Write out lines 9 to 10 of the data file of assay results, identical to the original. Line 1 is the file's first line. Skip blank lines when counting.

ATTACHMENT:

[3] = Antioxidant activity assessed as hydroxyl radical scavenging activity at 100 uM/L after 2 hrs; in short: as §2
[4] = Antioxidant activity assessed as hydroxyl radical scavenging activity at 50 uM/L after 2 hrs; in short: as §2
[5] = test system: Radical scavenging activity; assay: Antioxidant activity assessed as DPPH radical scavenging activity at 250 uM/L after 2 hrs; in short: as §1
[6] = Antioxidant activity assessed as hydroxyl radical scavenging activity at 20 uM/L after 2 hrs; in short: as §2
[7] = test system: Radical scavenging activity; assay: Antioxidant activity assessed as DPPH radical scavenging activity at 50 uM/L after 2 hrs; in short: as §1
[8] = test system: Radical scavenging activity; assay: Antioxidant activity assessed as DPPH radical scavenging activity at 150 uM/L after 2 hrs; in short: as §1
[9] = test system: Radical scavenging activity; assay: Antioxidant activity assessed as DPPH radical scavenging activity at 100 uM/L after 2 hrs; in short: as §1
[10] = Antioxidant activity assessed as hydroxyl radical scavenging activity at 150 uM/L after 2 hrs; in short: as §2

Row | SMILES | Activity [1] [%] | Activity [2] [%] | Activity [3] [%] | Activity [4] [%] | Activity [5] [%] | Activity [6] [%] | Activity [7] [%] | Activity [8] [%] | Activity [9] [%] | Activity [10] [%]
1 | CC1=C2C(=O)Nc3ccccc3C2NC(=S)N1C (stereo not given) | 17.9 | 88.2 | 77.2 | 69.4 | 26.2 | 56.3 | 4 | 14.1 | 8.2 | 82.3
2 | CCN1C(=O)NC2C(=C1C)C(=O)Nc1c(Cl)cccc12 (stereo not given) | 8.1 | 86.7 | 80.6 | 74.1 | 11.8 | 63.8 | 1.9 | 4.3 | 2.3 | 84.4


Row | SMILES | Activity [1] [%] | Activity [2] [%] | Activity [3] [%] | Activity [4] [%] | Activity [5] [%] | Activity [6] [%] | Activity [7] [%] | Activity [8] [%] | Activity [9] [%] | Activity [10] [%]
1 | CC1=C2C(=O)Nc3ccccc3C2NC(=S)N1C (stereo not given) | 17.9 | 88.2 | 77.2 | 69.4 | 26.2 | 56.3 | 4 | 14.1 | 8.2 | 82.3